Resolution Voting Results in Four-Year Term for Leader

Resolutions passed at this year’s Annual Convention included a change in the Leader's term of office from two years to four. This move is intended to provide a more appropriate level of continuity, and strengthen the Party's public image. The need for continuity of leadership before and after a general election was cited by a number of the resolution’s proponents.

Because the Executive elections took place under the old bylaws, the four-year term will only take effect at the next leadership election, which will take place at the 2014 Annual Convention. This position was endorsed by Leader Victor Lau and all others who spoke to the matter at Convention.

In another significant change, the 3-year limit on any individual’s continuous years of service on the Executive was removed from the Constitution. This change was required in order to allow a four-year leadership term. The 3-year limit was also cited as being inconsistent with the two-year terms previously established for the positions of President and Leader.

Of the other seven Bylaws resolutions passed this year, five were to clarify and simplify existing provisions in the bylaws. The other two added basic definitions and guidelines for Constituency Associations, and for Administrative procedures, respectively.

Debate on the resolution to restrict the number of nominations per member revealed that the membership is divided on whether a nomination constitutes an endorsement and a commitment to support the person nominated, or whether it only constitutes support for having the nominee be in the race. Advocates of the resolution cited examples showing how multiple nominations by the same member could be used manipulatively, for example, to split the vote. Opponents cited general parliamentary practice as well as positive scenarios for nominating candidates one doesn’t support as ones first choice, such as to promote democratic involvement and debate. When the vote was taken, the resolution was defeated.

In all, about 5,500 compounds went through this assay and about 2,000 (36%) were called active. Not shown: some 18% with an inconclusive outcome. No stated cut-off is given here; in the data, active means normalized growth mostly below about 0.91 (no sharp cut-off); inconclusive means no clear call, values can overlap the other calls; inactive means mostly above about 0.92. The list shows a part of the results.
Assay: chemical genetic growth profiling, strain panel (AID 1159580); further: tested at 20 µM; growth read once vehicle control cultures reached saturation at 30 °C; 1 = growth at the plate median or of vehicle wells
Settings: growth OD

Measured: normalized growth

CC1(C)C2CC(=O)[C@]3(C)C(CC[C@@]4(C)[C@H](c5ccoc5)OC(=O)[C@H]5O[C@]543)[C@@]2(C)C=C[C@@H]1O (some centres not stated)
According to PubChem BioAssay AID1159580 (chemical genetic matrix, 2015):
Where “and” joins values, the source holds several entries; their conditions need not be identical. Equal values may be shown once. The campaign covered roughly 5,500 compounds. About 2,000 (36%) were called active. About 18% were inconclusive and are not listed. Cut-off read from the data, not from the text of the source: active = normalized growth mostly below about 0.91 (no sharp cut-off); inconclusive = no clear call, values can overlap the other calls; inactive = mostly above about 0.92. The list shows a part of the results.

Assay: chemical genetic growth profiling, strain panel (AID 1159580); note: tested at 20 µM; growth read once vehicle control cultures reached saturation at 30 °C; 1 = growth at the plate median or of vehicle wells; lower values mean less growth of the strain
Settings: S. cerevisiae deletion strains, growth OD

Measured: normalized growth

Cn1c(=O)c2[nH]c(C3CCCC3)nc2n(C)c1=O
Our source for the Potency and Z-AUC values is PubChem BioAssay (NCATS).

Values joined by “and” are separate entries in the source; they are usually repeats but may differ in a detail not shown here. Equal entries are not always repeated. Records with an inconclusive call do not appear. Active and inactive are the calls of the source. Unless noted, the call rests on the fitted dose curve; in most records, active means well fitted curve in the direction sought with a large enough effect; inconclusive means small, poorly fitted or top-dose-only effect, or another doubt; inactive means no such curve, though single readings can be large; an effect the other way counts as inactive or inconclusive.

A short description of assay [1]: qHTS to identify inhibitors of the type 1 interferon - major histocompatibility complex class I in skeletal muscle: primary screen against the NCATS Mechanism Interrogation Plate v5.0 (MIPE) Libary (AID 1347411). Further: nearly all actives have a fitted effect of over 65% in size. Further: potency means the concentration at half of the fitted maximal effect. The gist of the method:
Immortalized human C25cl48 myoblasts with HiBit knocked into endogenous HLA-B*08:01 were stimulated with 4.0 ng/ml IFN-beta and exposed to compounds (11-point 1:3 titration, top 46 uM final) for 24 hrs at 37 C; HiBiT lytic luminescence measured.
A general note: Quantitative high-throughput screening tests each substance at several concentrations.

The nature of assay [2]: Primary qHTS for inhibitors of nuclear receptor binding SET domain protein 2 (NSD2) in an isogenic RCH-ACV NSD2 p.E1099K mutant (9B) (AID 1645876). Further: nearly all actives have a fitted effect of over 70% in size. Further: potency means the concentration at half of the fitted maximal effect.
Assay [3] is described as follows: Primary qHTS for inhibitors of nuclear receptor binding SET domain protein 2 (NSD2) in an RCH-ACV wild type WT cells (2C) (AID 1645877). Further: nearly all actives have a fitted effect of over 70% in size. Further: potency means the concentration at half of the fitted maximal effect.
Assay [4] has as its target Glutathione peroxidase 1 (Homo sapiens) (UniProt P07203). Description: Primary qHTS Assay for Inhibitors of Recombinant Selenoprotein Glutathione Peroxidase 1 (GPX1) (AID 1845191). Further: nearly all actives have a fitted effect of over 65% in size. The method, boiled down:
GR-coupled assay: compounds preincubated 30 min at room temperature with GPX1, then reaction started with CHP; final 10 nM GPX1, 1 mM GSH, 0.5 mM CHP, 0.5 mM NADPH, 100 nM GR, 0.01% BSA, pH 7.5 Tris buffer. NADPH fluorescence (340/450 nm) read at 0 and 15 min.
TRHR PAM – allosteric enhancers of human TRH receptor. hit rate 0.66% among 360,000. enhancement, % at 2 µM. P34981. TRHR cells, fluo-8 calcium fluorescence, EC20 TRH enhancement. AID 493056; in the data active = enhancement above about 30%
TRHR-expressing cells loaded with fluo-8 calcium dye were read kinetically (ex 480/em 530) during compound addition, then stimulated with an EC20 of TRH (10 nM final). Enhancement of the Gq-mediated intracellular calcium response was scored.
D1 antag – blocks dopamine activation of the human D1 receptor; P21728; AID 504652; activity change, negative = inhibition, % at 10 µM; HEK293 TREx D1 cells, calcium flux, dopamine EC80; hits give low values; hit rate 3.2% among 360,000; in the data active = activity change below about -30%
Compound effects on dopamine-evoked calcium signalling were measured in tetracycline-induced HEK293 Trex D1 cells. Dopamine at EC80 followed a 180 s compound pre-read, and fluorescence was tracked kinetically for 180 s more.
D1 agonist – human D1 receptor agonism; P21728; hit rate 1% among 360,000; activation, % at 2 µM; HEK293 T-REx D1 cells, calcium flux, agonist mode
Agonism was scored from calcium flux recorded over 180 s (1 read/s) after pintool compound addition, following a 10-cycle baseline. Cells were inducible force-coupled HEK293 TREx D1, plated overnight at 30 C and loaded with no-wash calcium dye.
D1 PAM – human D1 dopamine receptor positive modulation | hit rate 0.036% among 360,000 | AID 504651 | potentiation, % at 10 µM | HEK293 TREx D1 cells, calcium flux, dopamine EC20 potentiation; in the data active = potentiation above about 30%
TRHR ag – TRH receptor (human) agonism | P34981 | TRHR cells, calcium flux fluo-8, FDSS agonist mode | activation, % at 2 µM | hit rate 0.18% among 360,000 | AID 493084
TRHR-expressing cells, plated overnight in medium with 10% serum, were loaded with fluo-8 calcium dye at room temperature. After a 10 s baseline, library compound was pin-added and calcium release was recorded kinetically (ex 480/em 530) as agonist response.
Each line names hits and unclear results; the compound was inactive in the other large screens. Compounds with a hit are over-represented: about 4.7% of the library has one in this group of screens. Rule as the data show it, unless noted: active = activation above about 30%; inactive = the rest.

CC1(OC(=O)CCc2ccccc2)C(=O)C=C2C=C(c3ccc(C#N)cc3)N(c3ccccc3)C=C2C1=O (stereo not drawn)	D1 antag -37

The resolution to add a four-year membership was defeated, apparently not because of the overall intent of the motion, but primarily because it had not been integrated with existing membership provisions in the bylaws.

All of the Constitution and Bylaw resolutions that passed received the required level of support for adoption on the Bonser ballots, i.e. two-thirds for Constitution amendments and “one half plus one” for Bylaws, but three of these came to the floor for further discussion and ratification under Bylaw 10.11 because they failed to get 75% approval on the Bonser-ballot vote.

No policy resolutions were submitted this year.

The detailed tabulation of results is as follows:

Resolution Bonser Ballot Vote Vote on Floor Final Outcome
1. Constitution Amendments      
1.1 Remove three-year limit on Executive membership 72% green passed passed
2. Bylaw Amendments      
2.1 Change Leader Term to 4 Years 61% green passed passed
2.2 Clarify Executive Term of Office 75% or more no vote taken passed
2.3 Allow Discussion of Unclear Resolutions 75% or more no vote taken passed
2.4 Clarify Election Procedures 75% or more no vote taken passed
2.5 Simplify Procedure for Leader & Deputy Vacancies 75% or more no vote taken passed
2.6 Define Constituency Association 75% or more no vote taken passed
2.7 Authorize Administrative Procedures 75% or more no vote taken passed
2.8 Clarify Membership Bylaws 75% or more no vote taken passed
2.9 Restrict Number of Nominations per Member less than 75% green;
less than 75% red
defeated defeated
2.10 Add Four-Year Membership less than 75% green;
less than 75% red
defeated defeated

Full text of the resolutions submitted to the 2012 Annual Convention can be found at

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